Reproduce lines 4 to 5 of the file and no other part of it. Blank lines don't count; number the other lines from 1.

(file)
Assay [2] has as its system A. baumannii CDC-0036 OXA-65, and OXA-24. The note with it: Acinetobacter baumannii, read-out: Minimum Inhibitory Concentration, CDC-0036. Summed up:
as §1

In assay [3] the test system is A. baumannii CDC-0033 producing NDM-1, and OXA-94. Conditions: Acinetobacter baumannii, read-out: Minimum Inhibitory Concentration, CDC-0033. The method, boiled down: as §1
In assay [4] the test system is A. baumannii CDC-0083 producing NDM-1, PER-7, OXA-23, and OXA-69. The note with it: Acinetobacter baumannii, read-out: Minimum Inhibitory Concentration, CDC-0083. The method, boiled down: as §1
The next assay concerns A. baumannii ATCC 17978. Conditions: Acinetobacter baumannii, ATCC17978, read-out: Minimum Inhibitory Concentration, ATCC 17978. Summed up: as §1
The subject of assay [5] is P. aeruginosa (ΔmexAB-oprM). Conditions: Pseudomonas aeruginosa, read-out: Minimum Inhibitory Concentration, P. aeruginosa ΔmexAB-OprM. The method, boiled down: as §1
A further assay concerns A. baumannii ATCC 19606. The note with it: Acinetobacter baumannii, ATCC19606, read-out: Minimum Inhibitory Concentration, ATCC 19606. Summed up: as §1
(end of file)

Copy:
In assay [4] the test system is A. baumannii CDC-0083 producing NDM-1, PER-7, OXA-23, and OXA-69. The note with it: Acinetobacter baumannii, read-out: Minimum Inhibitory Concentration, CDC-0083. The method, boiled down: as §1
The next assay concerns A. baumannii ATCC 17978. Conditions: Acinetobacter baumannii, ATCC17978, read-out: Minimum Inhibitory Concentration, ATCC 17978. Summed up: as §1